Artist Profile: Aimie Williams

BY TORMAIGH VAN SLYKE Sure, now Aimie Williams resides in Morinville, AB, with her husband and two daughters, but she grew up 100 per cent Peace River-style. She worked at Boston Pizza, she used to clean… [more...]

Artist Profile: Aimie Williams Artist Profile: Aimie Williams

A Clandestine Affair

The winner of theVAULTmagazine's Flash Fiction Contest is... Nikki Love We would like to thank everyone for entering the contest. While we received many great entries, there can only be one winner.… [more...]

A Clandestine Affair A Clandestine Affair

Graffiti: Street Art or Public Nuisance

BY DREW ROGERS A teenager is running down an alley. He’s being chased by police. As the officer catches him, he opens the suspect’s backpack and dumps out can after can of spray paint. The crime?… [more...]

Graffiti: Street Art or Public Nuisance Graffiti: Street Art or Public Nuisance

Film Review: The Hobbit: The Desolation of Smaug

The Hobbit: The Desolation of Smaug Released: December 13, 2013 BY SETH O'MORROW I can’t admit to being a fan of the Lord of the Rings. Look, I’m sure that J.R.R. Tolkien was a wonderful guy. I… [more...]

Film Review: The Hobbit: The Desolation of Smaug Film Review: The Hobbit: The Desolation of Smaug

Game Review: Call Of Duty: Ghosts

Call of Duty: Ghosts Released: November 5, 2013 For: Xbox 360 BY SETH O’MORROW I did it. I bit the bullet. I bought Ghosts. It feels…kinda alright. The vomiting hasn’t started yet. That’s always… [more...]

Game Review: Call Of Duty: Ghosts Game Review: Call Of Duty: Ghosts

theVAULTmagazine to Suspend Production

Dearest Reader,

Since December 16, 2010, we have worked tirelessly to create what the Peace Region was missing—a cool magazine, filled with cool things, for free. Why? In short, growing up here we yearned for more. We went out, found more, achieved more and came back from our studies gleaming with idealism and enthusiasm. We thought hard and decided a cool magazine, filled with cool things, for free could change the Peace Region. And, it did. It has ushered in a new era for Northern Alberta and sparked hope in the minds and hearts of many. Cheesy? No, it’s nothing short of incredible.

We won’t deny it, in a lot of ways theVAULTmagazine has rewarded us handsomely. We have earned the respect of fine Peace Region business people and residents. Strangers have crossed the street to thank us and applaud us for our efforts. We won the Young Entrepreneur(s) of the Year award from the Peace River and District Chamber of Commerce in 2012. We’ve truly come leaps and bounds from Issue One. We’ve learned a lot and grown as people, publishers and business owners.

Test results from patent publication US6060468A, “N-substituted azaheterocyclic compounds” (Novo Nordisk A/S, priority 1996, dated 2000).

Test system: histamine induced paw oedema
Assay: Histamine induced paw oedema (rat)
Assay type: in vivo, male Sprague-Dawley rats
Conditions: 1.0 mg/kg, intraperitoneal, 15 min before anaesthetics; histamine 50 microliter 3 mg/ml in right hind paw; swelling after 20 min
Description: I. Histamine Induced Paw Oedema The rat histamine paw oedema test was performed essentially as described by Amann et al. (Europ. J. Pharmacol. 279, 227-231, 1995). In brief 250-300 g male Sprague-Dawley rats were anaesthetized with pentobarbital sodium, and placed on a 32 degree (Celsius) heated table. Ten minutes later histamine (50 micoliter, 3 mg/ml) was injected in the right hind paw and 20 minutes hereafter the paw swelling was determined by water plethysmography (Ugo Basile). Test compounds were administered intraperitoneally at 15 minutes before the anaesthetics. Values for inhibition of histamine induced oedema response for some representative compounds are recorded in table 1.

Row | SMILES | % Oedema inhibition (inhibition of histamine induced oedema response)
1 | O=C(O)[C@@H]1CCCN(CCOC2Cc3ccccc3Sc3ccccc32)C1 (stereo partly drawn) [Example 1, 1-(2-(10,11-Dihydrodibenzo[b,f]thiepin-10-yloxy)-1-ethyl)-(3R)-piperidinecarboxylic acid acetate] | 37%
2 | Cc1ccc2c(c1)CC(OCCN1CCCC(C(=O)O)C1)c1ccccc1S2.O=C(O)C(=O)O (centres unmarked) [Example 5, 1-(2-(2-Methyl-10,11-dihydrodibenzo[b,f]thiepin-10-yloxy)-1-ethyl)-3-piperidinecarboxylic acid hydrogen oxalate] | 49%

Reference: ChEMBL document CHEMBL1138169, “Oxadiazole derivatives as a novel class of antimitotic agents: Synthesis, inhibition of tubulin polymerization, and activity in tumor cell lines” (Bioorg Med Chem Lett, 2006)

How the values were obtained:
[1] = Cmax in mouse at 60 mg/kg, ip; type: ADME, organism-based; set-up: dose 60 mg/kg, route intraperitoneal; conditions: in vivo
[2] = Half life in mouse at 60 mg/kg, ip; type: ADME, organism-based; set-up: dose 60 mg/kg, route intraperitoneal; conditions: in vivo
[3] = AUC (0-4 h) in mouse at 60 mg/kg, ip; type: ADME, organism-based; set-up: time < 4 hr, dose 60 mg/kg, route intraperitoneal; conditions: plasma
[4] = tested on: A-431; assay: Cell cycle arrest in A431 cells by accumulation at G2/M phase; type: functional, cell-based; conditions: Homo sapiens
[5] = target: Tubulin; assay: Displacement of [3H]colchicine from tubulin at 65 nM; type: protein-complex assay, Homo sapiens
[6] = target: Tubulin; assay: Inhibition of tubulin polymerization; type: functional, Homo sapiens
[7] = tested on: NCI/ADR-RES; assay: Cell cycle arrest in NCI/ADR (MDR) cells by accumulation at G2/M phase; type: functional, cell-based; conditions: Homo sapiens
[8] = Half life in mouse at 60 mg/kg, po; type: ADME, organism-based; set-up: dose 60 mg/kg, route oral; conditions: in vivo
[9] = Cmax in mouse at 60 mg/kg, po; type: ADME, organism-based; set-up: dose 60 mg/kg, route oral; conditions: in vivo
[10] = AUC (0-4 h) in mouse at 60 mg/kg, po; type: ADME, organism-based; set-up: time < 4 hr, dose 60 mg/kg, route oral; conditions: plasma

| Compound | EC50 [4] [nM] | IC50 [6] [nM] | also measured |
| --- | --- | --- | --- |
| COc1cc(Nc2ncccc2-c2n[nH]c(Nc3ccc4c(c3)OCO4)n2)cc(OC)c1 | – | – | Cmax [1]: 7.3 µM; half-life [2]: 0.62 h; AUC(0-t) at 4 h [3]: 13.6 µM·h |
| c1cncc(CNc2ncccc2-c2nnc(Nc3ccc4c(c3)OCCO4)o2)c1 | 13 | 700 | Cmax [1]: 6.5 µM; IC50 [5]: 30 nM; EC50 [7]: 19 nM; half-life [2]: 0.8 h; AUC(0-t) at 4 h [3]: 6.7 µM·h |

Conversely, the financial stress has proved too much for theVAULTmagazine to handle. The good news: because we have worked hard to become the best at what we do here in the Peace Region, we have acquired some great side projects, including Move Up magazine. These other ventures have proven fruitful and deserve a lot of attention and care. So, we’ve scaled our core staff back down to just us two and we have recently acquired some excellent downtown office space in Peace River.

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Letters to Ourselves before we started theVAULTmagazine

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Dear “Tormaigh December 17, 2010,” This is “Tormaigh December 18, 2013”

Hey, this is your future self and I really need you to focus on what I’m going to say. This letter could alter the course of your life and ultimately the course of history, but don’t worry I checked into it and no butterflies die or anything, so it’s totally cool for us to do this.

Alright, you just arrived in Peace River last night. During the drive you and Jenelle hatched a plan to start an alternative newspaper in Peace River. I know this because you know this.

First words of advice, find a different word. You think it’s cool, and it is cool, but many business owners and some readers here are turned off by the word alternative. You will spend your first year trying to get the word out there and the second year trying to re-position the brand, calling it the “edgy” newspaper instead, which is a poor substitute for “alternative.” I ended up just calling it cool. Maybe you’ll have a better idea. Get back to me on that one.